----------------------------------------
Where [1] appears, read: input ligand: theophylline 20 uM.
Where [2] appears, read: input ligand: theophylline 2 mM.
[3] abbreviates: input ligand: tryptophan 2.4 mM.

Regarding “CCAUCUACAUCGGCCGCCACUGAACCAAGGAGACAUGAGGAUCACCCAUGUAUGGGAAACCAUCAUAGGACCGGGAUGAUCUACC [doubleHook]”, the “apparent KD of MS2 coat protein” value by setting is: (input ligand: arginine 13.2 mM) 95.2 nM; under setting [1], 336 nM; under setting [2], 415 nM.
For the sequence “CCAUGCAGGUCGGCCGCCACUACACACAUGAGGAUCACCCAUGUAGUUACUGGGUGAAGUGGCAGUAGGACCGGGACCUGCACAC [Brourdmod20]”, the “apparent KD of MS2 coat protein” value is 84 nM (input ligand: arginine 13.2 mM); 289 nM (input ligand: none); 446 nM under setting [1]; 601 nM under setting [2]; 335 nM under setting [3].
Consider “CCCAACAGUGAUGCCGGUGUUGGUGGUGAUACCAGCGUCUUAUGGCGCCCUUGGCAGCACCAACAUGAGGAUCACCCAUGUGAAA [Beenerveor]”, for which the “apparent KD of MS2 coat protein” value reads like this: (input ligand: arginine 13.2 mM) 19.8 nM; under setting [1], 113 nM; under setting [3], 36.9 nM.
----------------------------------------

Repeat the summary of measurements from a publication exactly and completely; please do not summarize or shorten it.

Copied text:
Where [1] appears, read: input ligand: theophylline 20 uM.
Where [2] appears, read: input ligand: theophylline 2 mM.
[3] abbreviates: input ligand: tryptophan 2.4 mM.

Regarding “CCAUCUACAUCGGCCGCCACUGAACCAAGGAGACAUGAGGAUCACCCAUGUAUGGGAAACCAUCAUAGGACCGGGAUGAUCUACC [doubleHook]”, the “apparent KD of MS2 coat protein” value by setting is: (input ligand: arginine 13.2 mM) 95.2 nM; under setting [1], 336 nM; under setting [2], 415 nM.
For the sequence “CCAUGCAGGUCGGCCGCCACUACACACAUGAGGAUCACCCAUGUAGUUACUGGGUGAAGUGGCAGUAGGACCGGGACCUGCACAC [Brourdmod20]”, the “apparent KD of MS2 coat protein” value is 84 nM (input ligand: arginine 13.2 mM); 289 nM (input ligand: none); 446 nM under setting [1]; 601 nM under setting [2]; 335 nM under setting [3].
Consider “CCCAACAGUGAUGCCGGUGUUGGUGGUGAUACCAGCGUCUUAUGGCGCCCUUGGCAGCACCAACAUGAGGAUCACCCAUGUGAAA [Beenerveor]”, for which the “apparent KD of MS2 coat protein” value reads like this: (input ligand: arginine 13.2 mM) 19.8 nM; under setting [1], 113 nM; under setting [3], 36.9 nM.